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Nov 5 / Kimberly Mason

Student Data and Information Policy

Written by Kristina Olsen

Due to the changing rate of technology and increasing collection of data, as students we should take care in knowing what policies are in place to protect our privacy as well as what the university does with our data. Consider our academic libraries; “user data can be obtained from a number of library systems and services” (Coombs, 2004, p. 493). In academic libraries, user data collected can be from “library web sites, integrated library systems, electronic reference, and interlibrary loan systems” (Coombs, 2004, p. 493). This leaves many channels for the security of our personal data to be questioned.

First, we must understand why libraries collect our data. Libraries collect user data for protection of access to library resources. This can be seen in libraries that require users to login to public computers. Libraries also collect data to increase the efficiency of the services and quality of collections by the library. They do this by utilizing software, in a way similar to Amazon, in order to personalize the user’s experience. Another reason for libraries to collect user data is to “meet licensing agreements with vendors” (Coombs, 2004, p. 495-496). Vendors and publishers want to know who is using the resources, whether the users are authorized or unauthorized users (Coombs, 2004). Nevertheless, there is a strong tension between libraries and its users when it comes to data collection (Coombs, 2004).

There are several policies in place that attempt to protect student data. There is the Family Education Rights and Privacy Act, which “protects the privacy of student education records” (FERPA, n.d.) and the Privacy Act of 1974. Further, there is the Library Bill of Rights and the American Library Association Code of Ethics that address privacy protection (Coombs, 2004). However, it is argued that more should be done to protect students’ privacy. A study found that “64 percent of libraries had a data protection policy, but only 14 percent of libraries had a privacy policy” (Coombs, 2004, 496). This is cause for serious consideration of implementing and educating students of his or her privacy rights.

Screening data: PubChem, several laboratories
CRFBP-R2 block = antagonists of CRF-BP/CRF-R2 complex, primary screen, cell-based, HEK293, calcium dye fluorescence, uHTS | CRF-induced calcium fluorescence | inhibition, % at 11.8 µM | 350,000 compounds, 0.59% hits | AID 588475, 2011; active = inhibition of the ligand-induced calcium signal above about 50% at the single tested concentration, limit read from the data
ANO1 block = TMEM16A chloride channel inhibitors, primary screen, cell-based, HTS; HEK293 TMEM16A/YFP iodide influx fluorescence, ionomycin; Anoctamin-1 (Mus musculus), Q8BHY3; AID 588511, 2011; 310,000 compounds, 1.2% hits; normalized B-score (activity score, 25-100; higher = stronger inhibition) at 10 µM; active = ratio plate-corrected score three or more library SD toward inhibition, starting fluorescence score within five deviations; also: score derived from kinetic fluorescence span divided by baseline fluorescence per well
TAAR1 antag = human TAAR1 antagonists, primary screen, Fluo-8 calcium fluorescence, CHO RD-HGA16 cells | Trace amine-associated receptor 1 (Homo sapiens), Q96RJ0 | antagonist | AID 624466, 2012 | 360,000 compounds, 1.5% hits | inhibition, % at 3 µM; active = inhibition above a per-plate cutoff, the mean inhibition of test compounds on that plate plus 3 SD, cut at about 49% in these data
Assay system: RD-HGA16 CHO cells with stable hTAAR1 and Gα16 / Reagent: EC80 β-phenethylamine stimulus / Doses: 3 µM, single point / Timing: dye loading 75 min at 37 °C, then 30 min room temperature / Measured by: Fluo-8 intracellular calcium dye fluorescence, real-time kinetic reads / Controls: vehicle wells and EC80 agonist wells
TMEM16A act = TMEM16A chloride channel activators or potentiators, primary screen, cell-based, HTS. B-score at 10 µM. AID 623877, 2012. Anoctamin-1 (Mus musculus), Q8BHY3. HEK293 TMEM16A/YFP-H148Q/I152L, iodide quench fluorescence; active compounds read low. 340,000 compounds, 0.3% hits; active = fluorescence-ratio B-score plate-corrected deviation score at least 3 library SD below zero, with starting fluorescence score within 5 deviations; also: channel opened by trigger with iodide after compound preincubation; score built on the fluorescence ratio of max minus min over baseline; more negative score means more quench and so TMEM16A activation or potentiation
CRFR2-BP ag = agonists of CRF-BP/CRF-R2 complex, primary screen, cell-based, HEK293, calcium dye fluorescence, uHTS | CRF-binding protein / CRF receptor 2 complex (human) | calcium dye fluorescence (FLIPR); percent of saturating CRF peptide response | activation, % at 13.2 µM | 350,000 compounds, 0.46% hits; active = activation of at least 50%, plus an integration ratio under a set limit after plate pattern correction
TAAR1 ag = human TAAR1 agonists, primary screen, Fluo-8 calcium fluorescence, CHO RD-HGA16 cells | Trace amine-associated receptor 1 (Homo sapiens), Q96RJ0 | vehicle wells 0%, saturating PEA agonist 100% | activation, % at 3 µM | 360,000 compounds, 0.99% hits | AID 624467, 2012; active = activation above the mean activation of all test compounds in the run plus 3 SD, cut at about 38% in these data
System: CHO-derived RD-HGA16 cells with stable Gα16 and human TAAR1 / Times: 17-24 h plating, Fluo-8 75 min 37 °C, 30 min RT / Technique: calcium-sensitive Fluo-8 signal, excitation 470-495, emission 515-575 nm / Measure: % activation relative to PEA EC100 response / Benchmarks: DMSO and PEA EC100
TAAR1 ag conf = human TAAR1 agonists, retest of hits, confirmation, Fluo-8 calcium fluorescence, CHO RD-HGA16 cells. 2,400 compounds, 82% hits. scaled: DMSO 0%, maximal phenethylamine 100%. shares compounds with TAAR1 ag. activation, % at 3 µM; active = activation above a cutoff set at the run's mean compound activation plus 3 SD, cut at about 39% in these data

Further, it is striking that there is strong support for student privacy despite the amount of personal information students share on the Internet. A survey revealed that 85 percent of students said their “online privacy was important to them” (Magi, 2010, p. 256). The survey also displayed the results of what students thought the university and library should be doing to protect their data. It revealed that the university or library should obtain student information only if there is consent from the student, it is collected for a clearly defined purpose, the information will never be shared with a third-party, and that there is a predefined time the information is kept before being discarded (Magi, 2010). Not only do students want more from their university and libraries, but 74 percent of the students surveyed thought “it was not justifiable to develop student profiles for the purpose of improving library collections and services” (Magi, 2010, p. 256). They also believe the university or library should educate students about the USA Patriot Act (Magi, 2010). These are important aspects to consider when defining and implementing an information policy.

The university needs its students’ data, but also needs to protect their privacy. With this becoming an ever-increasing issue, what more can universities and its libraries do to protect student data?

Coombs (2004) gives three “action points” to combat these issues. First, a collection of information privacy policies need to exist, such as a “privacy policy, an acceptable use policy…, and a data retention policy” (Coombs, 2004, p. 497). Next, students should be educated about these policies as well as common privacy issues. Students should understand what their rights are and what protection exists. Lastly, these policies should reflect the current trends and changes in technology; in addition to how these will impact future privacy protection (Coombs, 2004).

As a student at Wayne State University, I feel the university and library system do well to inform its students. The policies are simple to find on the school’s website as well as on the library’s web page. I think with any data collection there will be gaps in which information policy is lagging behind. Therefore, I think it is important to consider what the student expects from his or her university, as well as the university consistently updating its policies.


Coombs, K. A. (2004). Walking a Tightrope: Academic Libraries and Privacy. Journal of Academic Librarianship, 30(6), 493-497.

Family Educational Rights and Privacy Act (FERPA). (n.d.) U.S. Department of Education. Retrieved October 31, 2013, from

Magi, T. J. (2010). A Content Analysis of Library Vendor Privacy Policies: Do They Meet Our Standards?. College & Research Libraries, 71(3), 254-272.